1. correct , and the ^ulls&it spouted by the IPC about sub contractors was quickly withdrawn

  10. In 2015 Mr Brass parked in this car park but, owing
    to the confusion of there being two different sets
    of P & D machines belonging to two separate PPCs, he bought a ticket from the wrong machine. He contested
    a charge from Northwest but the alleged debt was
    sold on to MIL. They pursued Mr B in the Carlisle County Court (9/12/2016) where the judge dismissed
    the case with MrB's £52 costs awarded against MIL.
    Northwest pulled out of this car park last February,
    to be replaced by Smart Parking.
    Meanwhile, a search of the planning registers has
    failed to find any trace of an application for the
    ANPR cameras and associated signage. The local
    planning authority, like virtually every other LPA
    across our nation, says that advertisement consent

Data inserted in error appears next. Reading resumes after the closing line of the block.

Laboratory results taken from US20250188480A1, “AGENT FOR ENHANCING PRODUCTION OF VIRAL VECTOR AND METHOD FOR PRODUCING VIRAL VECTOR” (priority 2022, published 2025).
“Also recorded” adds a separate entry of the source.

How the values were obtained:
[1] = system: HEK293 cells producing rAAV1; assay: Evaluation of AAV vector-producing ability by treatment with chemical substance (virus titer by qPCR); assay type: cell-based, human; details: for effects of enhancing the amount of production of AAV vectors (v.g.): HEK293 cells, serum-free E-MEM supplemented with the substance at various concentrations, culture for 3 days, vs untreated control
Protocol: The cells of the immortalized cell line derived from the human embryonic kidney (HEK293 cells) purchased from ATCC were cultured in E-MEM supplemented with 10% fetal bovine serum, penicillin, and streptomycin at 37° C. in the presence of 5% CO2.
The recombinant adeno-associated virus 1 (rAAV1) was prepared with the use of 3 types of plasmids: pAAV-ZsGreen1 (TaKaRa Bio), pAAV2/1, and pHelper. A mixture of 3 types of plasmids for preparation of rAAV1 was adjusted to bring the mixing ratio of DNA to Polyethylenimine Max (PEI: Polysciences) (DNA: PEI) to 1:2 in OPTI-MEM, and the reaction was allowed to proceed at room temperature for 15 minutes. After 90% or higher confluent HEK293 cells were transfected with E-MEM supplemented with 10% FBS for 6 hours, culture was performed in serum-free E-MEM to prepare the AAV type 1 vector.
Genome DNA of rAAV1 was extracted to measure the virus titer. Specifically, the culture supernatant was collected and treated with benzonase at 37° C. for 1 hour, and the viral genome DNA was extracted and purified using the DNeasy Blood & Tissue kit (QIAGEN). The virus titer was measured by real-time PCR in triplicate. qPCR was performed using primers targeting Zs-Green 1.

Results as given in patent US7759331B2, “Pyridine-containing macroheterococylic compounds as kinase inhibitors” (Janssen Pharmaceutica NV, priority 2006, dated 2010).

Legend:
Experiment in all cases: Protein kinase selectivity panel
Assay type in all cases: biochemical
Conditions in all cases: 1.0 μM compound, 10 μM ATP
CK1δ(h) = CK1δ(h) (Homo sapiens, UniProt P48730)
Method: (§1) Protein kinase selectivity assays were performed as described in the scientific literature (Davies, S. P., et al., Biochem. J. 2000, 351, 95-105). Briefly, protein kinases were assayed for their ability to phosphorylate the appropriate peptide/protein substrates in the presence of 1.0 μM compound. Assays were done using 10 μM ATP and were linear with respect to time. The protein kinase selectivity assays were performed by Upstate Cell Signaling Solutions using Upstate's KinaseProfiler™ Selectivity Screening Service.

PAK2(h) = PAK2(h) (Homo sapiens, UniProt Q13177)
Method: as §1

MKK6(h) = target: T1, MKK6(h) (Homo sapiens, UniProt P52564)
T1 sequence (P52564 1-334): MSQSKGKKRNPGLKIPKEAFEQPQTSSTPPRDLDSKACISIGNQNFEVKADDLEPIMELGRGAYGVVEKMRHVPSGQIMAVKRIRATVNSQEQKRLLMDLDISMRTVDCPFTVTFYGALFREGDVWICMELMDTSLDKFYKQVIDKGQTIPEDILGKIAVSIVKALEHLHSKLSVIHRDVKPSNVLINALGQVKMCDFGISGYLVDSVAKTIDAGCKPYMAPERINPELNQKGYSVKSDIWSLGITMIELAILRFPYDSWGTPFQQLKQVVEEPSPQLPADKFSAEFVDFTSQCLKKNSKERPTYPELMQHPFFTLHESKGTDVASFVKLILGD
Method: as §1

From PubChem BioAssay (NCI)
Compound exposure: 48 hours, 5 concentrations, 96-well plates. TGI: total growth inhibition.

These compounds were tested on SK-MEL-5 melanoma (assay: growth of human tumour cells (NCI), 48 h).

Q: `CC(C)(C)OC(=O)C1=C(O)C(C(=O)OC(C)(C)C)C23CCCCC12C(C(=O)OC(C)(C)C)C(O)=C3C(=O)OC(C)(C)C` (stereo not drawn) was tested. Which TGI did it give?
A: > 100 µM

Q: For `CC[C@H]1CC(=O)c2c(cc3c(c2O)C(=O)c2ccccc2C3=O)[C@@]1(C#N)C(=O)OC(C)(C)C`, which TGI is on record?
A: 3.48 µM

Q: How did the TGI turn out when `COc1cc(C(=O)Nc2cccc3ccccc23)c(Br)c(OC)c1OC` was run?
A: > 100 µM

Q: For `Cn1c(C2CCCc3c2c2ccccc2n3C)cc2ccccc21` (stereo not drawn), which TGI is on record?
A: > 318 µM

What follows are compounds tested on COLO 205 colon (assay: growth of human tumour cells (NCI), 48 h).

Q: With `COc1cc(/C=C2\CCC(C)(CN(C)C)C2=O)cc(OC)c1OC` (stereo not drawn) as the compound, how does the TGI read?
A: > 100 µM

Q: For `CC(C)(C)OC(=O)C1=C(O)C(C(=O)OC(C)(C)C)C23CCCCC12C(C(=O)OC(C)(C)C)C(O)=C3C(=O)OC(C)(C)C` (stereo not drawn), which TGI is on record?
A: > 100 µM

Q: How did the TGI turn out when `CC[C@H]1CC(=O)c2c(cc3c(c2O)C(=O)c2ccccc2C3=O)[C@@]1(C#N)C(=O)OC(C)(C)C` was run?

cannot be back-dated - it is only valid from the date
    of a decision. Most LPAs require car park signs to be
    authorised, and this particular authority says that
    cameras on poles also require permission. As HO87 (above, 2nd post) reminds us the Supreme Court held
    that keeper details may only be obtained from DVLA
    if the PPC abides by the CoP; the CoP requires the
    PPC to abide by the law; and car park signs (the
    larger ones, at least) do not comply with the law
    until they have consent. So although this is outside
    the topic being discussed here, it is worth a mention.

    1. Welcome to the upside-down world that is private parking. Where, seemingly, the rules aren't really rules so much as guidelines when it suits and are readily ignored when to adhere to them is just plain inconvenient. Always worth remembering that there isn't a single body involved in the rule-setting that doesn't make money from the process.